-Erin Rolfes, director of comms and media relations, Kroger
-Michael Cinque, senior account executive, Enterprise Solutions Division, Meltwater
Creating and delivering effective comms strategies has become more difficult in an ever-changing landscape. Today’s PR pros are further challenged to influence, engage and build relationships with an increasing number of stakeholder groups.
The good news: There are certainly a lot more tools at communicators’ disposal than ever before to help them excel at their increased responsibilities. And during this webinar, presented by Meltwater, a pair of leaders drilled deep to not only focus on those tools, but truly counsel on how to most effectively use them for everything from crisis response to ESG messaging to executive positioning to staying ahead of the media conversation.
“Technology brings PR the ability to monitor brand coverage more effectively than ever before,” explains Meltwater’s Michael Cinque. “Social media is the fastest ear to the ground, the biggest pulse of what's to come.” Speedy feedback also helps PR pros quickly double down on messaging that’s working or pivot when it isn’t.
It starts with data
With that broader, overarching premise established, data quickly takes center stage in the conversation. To start, the ability to quickly gather data helps brands detect a problem before it becomes a crisis or put out a fire before it spreads very far.
“Data matters because it's cold and emotions often run hot during a crisis,” notes Cinque. Determining when something is a crisis and deciding when to take action on it are two pivotal inflection points that are often rushed or done at once when they really should be separated.
“It helps to slow down and make sure you're approaching the crisis in a more data-driven way,” he adds. The contextualization that data lends is important, though it “doesn't happen enough.”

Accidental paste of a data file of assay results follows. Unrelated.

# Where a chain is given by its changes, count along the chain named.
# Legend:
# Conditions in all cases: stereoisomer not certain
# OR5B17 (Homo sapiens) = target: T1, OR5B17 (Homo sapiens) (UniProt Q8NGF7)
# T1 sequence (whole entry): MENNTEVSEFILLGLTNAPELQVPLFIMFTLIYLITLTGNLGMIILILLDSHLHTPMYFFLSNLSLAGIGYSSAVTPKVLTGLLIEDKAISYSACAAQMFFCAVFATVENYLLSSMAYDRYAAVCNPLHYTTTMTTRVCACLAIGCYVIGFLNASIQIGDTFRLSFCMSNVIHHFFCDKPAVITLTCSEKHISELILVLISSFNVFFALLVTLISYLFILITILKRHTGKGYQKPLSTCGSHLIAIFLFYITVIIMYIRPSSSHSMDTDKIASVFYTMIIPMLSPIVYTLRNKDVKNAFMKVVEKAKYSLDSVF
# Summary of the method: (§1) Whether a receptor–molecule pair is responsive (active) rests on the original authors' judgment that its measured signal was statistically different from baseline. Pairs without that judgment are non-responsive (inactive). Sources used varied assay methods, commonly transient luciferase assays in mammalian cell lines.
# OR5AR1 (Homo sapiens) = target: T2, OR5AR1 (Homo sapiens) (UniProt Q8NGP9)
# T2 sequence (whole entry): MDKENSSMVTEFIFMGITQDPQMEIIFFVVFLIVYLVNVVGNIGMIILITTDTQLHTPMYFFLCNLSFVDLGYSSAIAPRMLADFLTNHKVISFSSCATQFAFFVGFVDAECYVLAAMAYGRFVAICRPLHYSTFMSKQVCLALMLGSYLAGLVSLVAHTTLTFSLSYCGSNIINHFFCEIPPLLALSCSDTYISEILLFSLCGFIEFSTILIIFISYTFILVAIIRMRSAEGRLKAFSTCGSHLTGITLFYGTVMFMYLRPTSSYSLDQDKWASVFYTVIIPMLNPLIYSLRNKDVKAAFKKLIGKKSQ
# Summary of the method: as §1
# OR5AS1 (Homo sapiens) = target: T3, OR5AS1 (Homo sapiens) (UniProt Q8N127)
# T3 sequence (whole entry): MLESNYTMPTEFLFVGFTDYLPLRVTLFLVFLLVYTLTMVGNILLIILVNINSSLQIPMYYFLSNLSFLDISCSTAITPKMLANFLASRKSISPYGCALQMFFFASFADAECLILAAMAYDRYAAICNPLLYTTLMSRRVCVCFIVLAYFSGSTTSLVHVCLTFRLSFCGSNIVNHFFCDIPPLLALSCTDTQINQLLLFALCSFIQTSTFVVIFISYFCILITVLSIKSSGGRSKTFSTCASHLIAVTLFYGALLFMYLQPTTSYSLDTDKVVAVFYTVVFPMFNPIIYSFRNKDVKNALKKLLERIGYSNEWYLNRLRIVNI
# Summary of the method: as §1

Contextualizing data helps Kroger’s Erin Rolfes and her team separate noise from a true brand threat.
“The folks who monitor our social media tend to get spun up quickly by a couple of negative posts or something that seems to be gaining steam,” she reports. Data helped lend perspective on the impact of unsupportive local media coverage of a proposed merger versus coverage in The Wall Street Journal that took a positive view of it. Data, adds Rolfes, helps her team “be that calm voice in the room.”
Data bears out how Kroger's Zero Hunger | Zero Waste initiative is resonating with customers and employees alike.
Cinque and Rolfes also explore how a data-driven communications approach intersects with ESG efforts, particularly how it can help build consumer trust and brand authenticity.
Data can help a brand identify a target audience with values that align with those of the brand – a crucial element that enables ESG efforts to truly work. Cinque notes that while ESG efforts need to be authentic to the brand, communications must also be authentic to truly resonate with a key audience.
Kroger’s Zero Hunger | Zero Waste social and environmental impact plan is a good example of how a company’s ESG can resonate with customers, as well as employees.
“Our associates tell us it makes them feel great to work for a company with 100% of stores that participate in food rescue,” explains Rolfes. “It resonates with associates from a retention perspective.” Kroger’s ESG positioning works because the supermarket retailer has made a commitment to reducing waste and hunger across many platforms and because the positioning “is authentic to who we are,” she adds.
Authenticity is critical for alliances with influencers, a marketing tool that is now de rigueur. “Influencers’ power is increasing whether we like it or not,” counsels Cinque. He cites research revealing that nearly 50% of consumers depend on influencer recommendations, while 82% of consumers trust the opinions they see on social media.